You may have won TEN MILLION DOLLARS!
It's that time of year. The newspapers are screaming "Sale," "Inventory Clearance," "Save Up to XX Percent," "Closeout," and "Hurry ... Offer Ends Soon!" It's getting so that you can put anyone's ad with someone else's headline, and lose nothing in the translation. How credible are your headlines, your loss-leaders, your sales strategies? Are they the same overworked, overused phrases as everybody else's, or do you really have a unique offer with special inventory to entice people to come in?
There's a store in our town that has a sale every single week. Nonstop. Nothing's ever at a regular price. It's always the "biggest sale ever," "incredible savings," "everything's reduced!" I'm waiting to see the weekend when they run an ad that says, "We're not having a sale this weekend!" That would be a surprise. And since that has never happened, the New York State Attorney General took a dim view of their business practices and fined them tens of thousands of dollars... for inflating mark-ups, then marking them down to fictitious sales prices.
American Family Publishers is ready to be tarred and feathered. Ed McMahon and Dick Clark have been telling the people who open their phony-baloney mailers that "If your name is drawn, YOU HAVE WON 10 MILLION DOLLARS! Check here if you want it in cash or certified check." Of course, the words "If your name is drawn" are so small that you'd need a 30-power magnifying glass to read them.
But the American public is catching on. And so's the FTC, the state attorneys general, the Federal courts, and the truth-in-advertising people. You can only fool your customers for so long. After a while it will destroy your business.
Credibility can be your biggest asset. It doesn't show on your financial statement. You can't write checks on it. But it might determine whether you're still selling furniture next month, next year, and in the years to come. Before you run your next sale, ask yourself if you're trying to fool your customers, or just trying to fool yourself. Don't think about whether it will get by the Better Business Bureau. Think about how your customers will feel if they think they were suckered into buying furniture through a false pretense, exaggerated claim, or some type of misrepresentation.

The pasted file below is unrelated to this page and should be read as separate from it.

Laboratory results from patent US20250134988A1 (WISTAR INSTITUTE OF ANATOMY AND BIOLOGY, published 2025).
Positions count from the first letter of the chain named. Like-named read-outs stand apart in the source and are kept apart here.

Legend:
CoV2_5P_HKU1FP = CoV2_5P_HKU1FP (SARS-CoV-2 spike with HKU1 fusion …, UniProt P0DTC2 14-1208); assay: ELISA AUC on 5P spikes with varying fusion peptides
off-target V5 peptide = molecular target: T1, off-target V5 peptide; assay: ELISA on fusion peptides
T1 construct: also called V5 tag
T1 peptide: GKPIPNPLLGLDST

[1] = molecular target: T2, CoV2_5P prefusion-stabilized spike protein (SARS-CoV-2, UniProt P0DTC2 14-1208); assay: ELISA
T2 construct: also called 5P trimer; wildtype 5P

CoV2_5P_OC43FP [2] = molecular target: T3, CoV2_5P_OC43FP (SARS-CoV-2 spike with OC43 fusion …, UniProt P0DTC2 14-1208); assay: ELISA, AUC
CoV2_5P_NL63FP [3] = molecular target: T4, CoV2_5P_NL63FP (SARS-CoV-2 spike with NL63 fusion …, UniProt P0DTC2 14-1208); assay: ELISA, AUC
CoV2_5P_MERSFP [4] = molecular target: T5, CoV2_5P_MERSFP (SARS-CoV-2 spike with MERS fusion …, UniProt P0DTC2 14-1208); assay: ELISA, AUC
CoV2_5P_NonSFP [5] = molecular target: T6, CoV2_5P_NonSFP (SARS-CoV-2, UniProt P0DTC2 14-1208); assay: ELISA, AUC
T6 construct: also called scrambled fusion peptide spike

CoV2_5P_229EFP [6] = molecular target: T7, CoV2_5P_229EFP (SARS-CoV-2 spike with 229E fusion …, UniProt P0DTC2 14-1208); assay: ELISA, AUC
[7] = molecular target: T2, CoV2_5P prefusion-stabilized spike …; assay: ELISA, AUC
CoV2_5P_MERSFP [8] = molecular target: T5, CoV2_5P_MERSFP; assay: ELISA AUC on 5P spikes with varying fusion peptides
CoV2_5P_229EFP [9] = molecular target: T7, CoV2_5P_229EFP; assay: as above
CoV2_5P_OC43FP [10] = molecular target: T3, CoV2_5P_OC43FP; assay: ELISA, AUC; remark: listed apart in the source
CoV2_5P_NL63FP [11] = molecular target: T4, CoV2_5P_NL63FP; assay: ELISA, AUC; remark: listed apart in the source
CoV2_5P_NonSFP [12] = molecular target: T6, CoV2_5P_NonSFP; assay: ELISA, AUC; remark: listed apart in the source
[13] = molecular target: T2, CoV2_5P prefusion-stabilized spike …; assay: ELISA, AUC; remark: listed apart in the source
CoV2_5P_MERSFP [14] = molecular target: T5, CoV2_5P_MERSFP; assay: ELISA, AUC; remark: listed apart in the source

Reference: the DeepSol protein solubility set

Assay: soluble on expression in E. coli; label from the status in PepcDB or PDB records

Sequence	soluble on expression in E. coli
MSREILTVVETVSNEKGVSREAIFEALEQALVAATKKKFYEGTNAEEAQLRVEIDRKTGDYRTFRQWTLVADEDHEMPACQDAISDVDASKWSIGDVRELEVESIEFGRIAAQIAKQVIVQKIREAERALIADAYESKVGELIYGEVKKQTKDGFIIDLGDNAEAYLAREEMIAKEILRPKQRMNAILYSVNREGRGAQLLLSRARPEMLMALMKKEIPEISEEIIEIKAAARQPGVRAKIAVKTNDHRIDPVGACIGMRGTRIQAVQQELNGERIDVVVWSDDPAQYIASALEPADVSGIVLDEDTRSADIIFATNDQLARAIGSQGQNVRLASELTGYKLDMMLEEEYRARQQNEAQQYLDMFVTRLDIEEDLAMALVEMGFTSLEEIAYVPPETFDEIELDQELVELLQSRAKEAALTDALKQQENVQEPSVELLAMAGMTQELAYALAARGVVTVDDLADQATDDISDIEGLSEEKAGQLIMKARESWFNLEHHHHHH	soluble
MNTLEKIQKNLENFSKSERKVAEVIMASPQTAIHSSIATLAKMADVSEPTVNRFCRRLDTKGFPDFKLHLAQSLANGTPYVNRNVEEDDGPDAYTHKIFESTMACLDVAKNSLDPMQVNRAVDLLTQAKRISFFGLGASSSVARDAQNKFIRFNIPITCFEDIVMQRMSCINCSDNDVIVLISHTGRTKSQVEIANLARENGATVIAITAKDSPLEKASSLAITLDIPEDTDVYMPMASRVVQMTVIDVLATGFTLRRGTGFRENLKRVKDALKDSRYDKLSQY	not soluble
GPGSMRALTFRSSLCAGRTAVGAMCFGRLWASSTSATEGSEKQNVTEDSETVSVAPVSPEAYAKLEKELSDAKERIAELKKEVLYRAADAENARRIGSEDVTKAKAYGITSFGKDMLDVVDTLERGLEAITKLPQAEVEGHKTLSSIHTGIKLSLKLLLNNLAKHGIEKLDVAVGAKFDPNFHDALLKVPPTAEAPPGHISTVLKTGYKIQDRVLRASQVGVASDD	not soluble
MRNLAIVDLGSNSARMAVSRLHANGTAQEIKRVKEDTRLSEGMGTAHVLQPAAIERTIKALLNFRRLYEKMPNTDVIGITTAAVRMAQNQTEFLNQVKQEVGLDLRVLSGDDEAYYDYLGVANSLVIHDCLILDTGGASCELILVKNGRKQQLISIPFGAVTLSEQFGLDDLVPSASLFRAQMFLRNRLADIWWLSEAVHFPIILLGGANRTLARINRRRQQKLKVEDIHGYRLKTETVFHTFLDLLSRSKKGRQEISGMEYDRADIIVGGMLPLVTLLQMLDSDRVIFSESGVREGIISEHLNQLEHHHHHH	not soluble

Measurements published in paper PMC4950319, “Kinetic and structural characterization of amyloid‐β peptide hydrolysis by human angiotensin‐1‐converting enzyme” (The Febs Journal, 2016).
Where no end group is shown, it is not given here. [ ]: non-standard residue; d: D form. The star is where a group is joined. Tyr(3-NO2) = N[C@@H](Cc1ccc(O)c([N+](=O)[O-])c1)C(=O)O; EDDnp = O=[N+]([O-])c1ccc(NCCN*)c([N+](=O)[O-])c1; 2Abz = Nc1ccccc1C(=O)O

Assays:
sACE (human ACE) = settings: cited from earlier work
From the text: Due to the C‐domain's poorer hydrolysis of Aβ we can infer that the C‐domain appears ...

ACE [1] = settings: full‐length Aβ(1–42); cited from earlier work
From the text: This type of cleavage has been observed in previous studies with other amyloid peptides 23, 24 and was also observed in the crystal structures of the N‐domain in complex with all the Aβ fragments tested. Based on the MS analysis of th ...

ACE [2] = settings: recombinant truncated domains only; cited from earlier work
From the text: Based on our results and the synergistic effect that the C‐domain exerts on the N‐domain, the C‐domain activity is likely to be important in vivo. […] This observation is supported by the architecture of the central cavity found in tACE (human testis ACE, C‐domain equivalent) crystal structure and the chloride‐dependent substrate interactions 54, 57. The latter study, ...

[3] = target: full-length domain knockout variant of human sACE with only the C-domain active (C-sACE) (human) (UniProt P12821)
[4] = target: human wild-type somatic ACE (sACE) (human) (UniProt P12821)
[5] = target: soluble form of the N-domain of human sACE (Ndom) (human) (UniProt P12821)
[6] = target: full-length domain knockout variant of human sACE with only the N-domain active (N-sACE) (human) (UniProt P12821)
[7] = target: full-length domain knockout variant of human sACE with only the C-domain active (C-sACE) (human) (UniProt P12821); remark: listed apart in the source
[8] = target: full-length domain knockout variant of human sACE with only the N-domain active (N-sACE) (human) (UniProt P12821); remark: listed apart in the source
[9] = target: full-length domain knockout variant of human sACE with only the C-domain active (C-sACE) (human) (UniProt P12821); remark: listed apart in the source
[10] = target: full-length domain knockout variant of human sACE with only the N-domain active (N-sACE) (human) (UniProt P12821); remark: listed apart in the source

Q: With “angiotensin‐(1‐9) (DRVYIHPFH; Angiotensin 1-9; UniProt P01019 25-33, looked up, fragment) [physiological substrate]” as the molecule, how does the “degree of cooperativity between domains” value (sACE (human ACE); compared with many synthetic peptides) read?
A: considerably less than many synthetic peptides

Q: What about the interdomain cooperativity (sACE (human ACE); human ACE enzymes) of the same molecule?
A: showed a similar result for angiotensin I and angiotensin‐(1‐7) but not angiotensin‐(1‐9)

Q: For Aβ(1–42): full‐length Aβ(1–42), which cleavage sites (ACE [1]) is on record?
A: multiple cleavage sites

Just thumbing through last Sunday's paper, I saw the following sales statements:
Save $1,000 (on a $6,000 computer system). "Save" was so small, it looked like the entire system was supposed to be $1,000. It wasn't. I'm sure the people who thought they were going to buy a system for $1,000 were pretty ticked off.
Prices so low, we can't advertise them. It would only disrupt the pricing structure of the other dealers in the area. And if you believe that one... Sale prices good this weekend only! These prices will never be this low again! Maybe on Monday they will be even lower. But don't tell their customers. They'll just have to have another sale.
We sell at wholesale, below cost, and below everybody! (Just how do you think they make money to stay in business?)
And the BS goes on and on. Doesn't make any difference if it's a car dealer, furniture store, appliance retailer, or electronics dealer. On the other hand, the fallout from the mega-sale merchants has gotten exceedingly high. Nobody Beats The Wiz is gone. So are Lechmere, Franklin Furniture, Silo, and the other "too-good-to-be-true" sales blazers. When your credibility goes, you go, too. It's a fact of life. Dick Clark and Ed McMahon are learning through lawsuits. Local businesses learn by customers getting ticked and telling all their friends. The negative word-of-mouth advertising a phony sale spins off can be disastrous. The sale might be a short-term answer, but you'll have a long-term problem.
There's an easy answer. Next time you run an incredible, fantastic, last-chance-or-you'll-never-see-it-again sale, you don't need to run it by the Better Business Bureau or your local lawyer. Just ask yourself, "Is it the truth?" If it is, you have nothing to worry about. But if it has even the smallest hint of deceit, you might find yourself in the middle of a lawsuit, suffering from a loss of business, irritated customers, and a few sleepless nights.
Don't be a victim of "First I'll get money, then I'll get integrity." Just stick to some genuine truth-in-advertising elements. And think how good you'll feel when you're still selling furniture years from now.
Bob Popyk is the publisher of Creative Selling®, a monthly newsletter on sales and marketing strategies for high-ticket retailers. His sales meetings and seminars are presented nationwide to major companies and industries. Questions on any aspect of sales education can be sent to FURNITURE WORLD at firstname.lastname@example.org.